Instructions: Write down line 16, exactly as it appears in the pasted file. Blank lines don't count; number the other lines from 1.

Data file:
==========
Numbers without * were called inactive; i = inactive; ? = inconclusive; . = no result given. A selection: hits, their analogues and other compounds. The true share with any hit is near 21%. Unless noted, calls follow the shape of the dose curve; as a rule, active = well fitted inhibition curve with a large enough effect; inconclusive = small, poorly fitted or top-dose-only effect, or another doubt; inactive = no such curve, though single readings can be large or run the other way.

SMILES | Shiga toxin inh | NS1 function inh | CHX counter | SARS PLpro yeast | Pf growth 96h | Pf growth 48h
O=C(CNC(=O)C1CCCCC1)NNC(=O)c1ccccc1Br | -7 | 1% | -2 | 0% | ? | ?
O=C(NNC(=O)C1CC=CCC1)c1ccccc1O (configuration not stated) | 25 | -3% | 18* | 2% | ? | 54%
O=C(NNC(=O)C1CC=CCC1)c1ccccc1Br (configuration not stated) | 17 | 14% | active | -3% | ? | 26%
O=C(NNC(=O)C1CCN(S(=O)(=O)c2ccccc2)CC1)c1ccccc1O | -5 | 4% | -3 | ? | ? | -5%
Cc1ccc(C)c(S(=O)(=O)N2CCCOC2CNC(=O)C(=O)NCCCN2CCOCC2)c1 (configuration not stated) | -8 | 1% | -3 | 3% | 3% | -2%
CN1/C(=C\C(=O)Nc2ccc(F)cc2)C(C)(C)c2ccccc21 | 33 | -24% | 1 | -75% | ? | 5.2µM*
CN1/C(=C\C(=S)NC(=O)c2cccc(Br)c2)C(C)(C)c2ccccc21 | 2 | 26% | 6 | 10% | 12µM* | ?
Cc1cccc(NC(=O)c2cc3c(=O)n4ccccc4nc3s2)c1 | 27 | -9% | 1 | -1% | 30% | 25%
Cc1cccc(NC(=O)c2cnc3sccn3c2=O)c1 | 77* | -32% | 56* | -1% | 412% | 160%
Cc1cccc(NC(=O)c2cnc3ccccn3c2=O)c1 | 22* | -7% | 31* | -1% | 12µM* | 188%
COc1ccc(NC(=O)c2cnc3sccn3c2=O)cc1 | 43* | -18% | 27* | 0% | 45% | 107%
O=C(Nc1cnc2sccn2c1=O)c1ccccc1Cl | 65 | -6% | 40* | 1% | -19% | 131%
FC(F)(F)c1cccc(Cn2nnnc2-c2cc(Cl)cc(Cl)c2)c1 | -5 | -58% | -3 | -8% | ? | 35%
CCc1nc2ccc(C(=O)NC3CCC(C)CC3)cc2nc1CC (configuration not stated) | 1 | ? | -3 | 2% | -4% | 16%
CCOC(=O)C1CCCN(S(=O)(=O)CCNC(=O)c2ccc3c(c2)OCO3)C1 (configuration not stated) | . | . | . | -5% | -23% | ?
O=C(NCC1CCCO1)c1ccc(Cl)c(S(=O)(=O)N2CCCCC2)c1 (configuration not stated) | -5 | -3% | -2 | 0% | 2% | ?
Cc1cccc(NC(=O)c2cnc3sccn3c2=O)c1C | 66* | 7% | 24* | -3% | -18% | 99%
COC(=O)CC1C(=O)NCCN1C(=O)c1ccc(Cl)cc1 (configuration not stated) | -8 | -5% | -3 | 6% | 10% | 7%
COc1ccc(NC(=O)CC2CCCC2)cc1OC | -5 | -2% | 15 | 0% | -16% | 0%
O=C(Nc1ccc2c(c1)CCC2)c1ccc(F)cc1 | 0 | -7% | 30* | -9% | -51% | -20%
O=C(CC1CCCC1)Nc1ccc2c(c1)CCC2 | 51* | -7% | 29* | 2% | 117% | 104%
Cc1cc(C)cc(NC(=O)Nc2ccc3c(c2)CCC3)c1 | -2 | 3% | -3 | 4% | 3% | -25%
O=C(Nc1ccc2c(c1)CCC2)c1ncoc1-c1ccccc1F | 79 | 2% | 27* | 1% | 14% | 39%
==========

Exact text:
CCc1nc2ccc(C(=O)NC3CCC(C)CC3)cc2nc1CC (configuration not stated) | 1 | ? | -3 | 2% | -4% | 16%